The Federal Endangered Species Act (FESA) was passed by Congress in 1973 to protect and recover at risk species and the ecosystems upon which they depend.  In 1984, California followed when the Legislature passed the California Endangered Species Act (CESA), the provisions of which were designed to mirror the FESA.

Both Federal and State ESAs offer special protections to wildlife and plants deemed in danger of extinction by both the U.S. Fish & Wildlife Service (USFWS) and the California Department of Fish & Wildlife (CDFW).  At times, those protections can prevent the development of rural economies through restrictions on critical habitat that slow or halt recreational use and development.  The USFWS has proposed several amendments to the FESA to reform the way species listings account for economic impacts and other important criteria.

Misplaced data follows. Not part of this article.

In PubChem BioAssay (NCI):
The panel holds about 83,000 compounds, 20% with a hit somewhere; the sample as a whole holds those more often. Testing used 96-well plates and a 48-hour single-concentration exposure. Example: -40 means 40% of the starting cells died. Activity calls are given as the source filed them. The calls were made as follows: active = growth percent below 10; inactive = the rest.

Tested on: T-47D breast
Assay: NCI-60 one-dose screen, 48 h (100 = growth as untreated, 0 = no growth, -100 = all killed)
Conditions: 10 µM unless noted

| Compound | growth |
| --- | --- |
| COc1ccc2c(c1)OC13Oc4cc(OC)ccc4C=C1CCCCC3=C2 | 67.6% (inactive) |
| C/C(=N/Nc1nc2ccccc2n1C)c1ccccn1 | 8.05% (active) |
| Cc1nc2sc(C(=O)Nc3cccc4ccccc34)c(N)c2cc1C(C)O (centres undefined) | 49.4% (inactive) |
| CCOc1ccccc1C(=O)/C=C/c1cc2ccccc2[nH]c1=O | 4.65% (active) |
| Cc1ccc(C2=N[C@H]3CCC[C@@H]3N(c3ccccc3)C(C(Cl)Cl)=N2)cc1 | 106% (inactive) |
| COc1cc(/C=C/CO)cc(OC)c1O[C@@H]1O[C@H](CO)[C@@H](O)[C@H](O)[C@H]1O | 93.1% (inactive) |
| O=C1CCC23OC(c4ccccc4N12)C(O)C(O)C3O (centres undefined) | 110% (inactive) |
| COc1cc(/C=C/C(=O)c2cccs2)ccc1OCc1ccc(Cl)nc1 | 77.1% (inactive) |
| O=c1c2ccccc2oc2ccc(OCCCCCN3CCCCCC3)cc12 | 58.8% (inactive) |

RCRC  actively engages in the rulemaking processes which list specific species as endangered when they impact RCRC member counties.  RCRC also regularly works to ensure that proposed changes to critical habitat regulations will have minimal impact on development and tourism in rural communities.

Staff:  Mary-Ann Warmerdam and Staci Heaton